Farley-Bouvier calls for investments, not cuts, to early childhood education and care
PITTSFIELD — "How do you run a business with half your income?"
That's the question state Rep. Tricia Farley-Bouvier wondered aloud after virtually meeting on Wednesday with nearly 30 directors of Berkshire County early childhood education centers and family day care programs.
Under the state's current timetable, child care businesses could reopen their doors beginning on June 29. But many of those centers face significant challenges, including inadequate staffing and financial burdens stemming from mandatory COVID-19 guidelines.
Under new safety guidelines for capacity and social distancing — which include a 10-to-1 student-staff ratio for preschool and school age groups — early childhood centers and day care providers will only be able to welcome back a fraction of children and families into their facilities. In some cases, centers will only be able to operate at half capacity or less.
Susan Robert, executive director of Kidzone Child Care and Educational Center, said based on these requirements, the center will only be able to provide education and care for 75 children a day, though it typically has the capacity for 177 kids. The result: a significant decline in revenue.
And Gina Blake, vice president of Berkshire County programs for 18 Degrees Family Services for Western Massachusetts, said that while about 80 percent of its families would like to return, the early education and care program would only be able to serve half of its previously enrolled families.
"We're looking at a $50,000 to $80,000 loss [of revenue] per month," she said.
Farley-Bouvier, echoing sentiments outlined in an op-ed that appeared in the June 15 edition of The Eagle, said she would lobby the federal government to pass what's known as the HEROES Act for relief funding and ask the Legislature to tap into $1.5 billion from its so-called Rainy Day Fund to balance the fiscal 2021 budget. She would also seek to raise revenue through progressive proposals like closing corporate tax loopholes and considering borrowing funds to balance the budget.
Amy Carpenter, child care director for the Southern Berkshire Child Care center in Ashley Falls, said she doesn't plan to reopen until the end of August, noting her private pay program does not currently qualify for public aid. "I am already starting in the negative as I am paying unemployment right now."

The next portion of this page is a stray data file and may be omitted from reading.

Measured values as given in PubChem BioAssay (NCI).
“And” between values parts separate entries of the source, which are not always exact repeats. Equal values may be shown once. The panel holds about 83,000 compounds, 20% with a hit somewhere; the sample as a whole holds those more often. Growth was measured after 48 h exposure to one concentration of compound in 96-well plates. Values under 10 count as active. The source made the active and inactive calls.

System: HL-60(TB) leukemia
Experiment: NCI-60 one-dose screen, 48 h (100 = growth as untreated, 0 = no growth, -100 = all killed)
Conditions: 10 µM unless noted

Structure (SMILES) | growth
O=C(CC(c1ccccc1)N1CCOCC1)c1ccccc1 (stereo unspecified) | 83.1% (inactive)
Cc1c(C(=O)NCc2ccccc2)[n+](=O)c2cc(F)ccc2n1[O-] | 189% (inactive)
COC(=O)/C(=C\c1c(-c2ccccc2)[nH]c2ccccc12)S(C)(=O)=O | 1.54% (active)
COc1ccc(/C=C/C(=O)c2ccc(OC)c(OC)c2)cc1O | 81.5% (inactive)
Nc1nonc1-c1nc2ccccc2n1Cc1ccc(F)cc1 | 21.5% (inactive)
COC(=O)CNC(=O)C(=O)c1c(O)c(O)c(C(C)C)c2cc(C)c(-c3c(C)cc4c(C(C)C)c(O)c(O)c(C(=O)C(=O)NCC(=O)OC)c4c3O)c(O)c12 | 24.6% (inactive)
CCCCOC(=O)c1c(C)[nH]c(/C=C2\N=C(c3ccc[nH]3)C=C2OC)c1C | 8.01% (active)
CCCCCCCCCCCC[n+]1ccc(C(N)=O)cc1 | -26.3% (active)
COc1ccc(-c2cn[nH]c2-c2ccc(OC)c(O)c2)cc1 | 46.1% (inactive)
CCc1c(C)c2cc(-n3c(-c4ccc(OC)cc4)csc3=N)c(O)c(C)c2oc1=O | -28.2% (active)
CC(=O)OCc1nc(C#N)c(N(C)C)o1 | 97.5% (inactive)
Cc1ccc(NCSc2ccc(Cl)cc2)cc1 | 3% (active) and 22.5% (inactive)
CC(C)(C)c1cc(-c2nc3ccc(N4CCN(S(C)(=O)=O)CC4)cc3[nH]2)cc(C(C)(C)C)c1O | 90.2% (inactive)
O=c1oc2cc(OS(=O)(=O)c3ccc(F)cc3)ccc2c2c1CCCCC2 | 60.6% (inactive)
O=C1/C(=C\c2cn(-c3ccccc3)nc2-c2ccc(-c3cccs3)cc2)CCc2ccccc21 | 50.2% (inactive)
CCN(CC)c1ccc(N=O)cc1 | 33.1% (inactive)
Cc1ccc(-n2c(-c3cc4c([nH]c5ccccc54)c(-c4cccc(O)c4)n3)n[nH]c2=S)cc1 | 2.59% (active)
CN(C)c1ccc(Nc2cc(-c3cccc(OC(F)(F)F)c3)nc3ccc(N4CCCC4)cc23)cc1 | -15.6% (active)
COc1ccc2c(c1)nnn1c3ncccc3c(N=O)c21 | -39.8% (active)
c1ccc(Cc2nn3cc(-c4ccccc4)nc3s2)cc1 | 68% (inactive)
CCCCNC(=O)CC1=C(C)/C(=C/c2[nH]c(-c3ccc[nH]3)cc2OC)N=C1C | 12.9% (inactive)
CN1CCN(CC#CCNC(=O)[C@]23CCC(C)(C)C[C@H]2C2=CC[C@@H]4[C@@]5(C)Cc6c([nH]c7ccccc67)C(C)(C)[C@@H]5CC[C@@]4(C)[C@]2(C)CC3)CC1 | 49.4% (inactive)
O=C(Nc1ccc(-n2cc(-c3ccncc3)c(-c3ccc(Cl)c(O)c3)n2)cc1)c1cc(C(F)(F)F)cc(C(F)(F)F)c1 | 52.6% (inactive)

Donna Lamke, the assistant director and billing specialist for Lenox Children's Center, said her site, which can serve up to 83 children a day under normal circumstances, is in a similar situation. Though it can accept families receiving subsidized care voucher, the center currently doesn't serve any, meaning they are also less likely to receive any public assistance. Though the center received support through the federal Paycheck Protection Program, those funds cannot be used to cover equipment and maintenance costs associated with reopening.
"If we cannot sustain ourselves, we can't provide care," Lamke said.
Center directors also said some of their employees have had to quit because they can't find their own child care.
Members of the group told Farley-Bouvier that while the early education commissioner in previous conference calls referenced the availability of grant funding for reopening, no specific information on the source of funding or application has since been released.
"We've spent thousands and thousands on supplies," said Ann Rekeda, child care director and owner of the for-profit Tot Spot in Pittsfield, of the center's efforts to buy cleaning supplies and other equipment to reopen on June 29. "I'm waiting to see the money that's going to come pay my American Express."
Farley-Bouvier said there is a legislative working group in the House focused on addressing early childhood education and care issues.
Transportation a burden
Beyond funding, one of the top issues discussed was transportation, which is provided by larger centers like Berkshire County Head Start, Tot Spot, Kidzone Child Care and Educational Center and is a service subcontracted by others.
Rekeda said based on the suggested guideline of only allowing one rider per seat in every other row, the center's three-row vans can only transport one child at a time; it's considered unsafe for young children to sit in the row directly behind the driver.
"Some kids won't get picked up until 10 or 10:30," Rekeda said. "By the time we get them here we'll be bringing them back home.
"We're definitely not going to be able to provide transportation," said Donna Denning, child care manager for Head Start. "It hurts because about 75 percent of our families rely on transportation."
Farley-Bouvier noted some new funding was being made available for early childhood transportation via Berkshire Community Action Council, which received funding through the federal Coronavirus Aid, Relief and Economic Security (CARES) Act.
BCAC Executive Director Deborah Leonczyk confirmed that the agency's board approved in its budget last week $100,000 in block grant funds "to help support transportation for low-income kids" as a stopgap measure, meaning the agency would offer the transportation funds should state or federal funds not be able to cover the costs.
Jenn Smith can be reached at email@example.com, at @JennSmith_Ink on Twitter and 413-496-6239.
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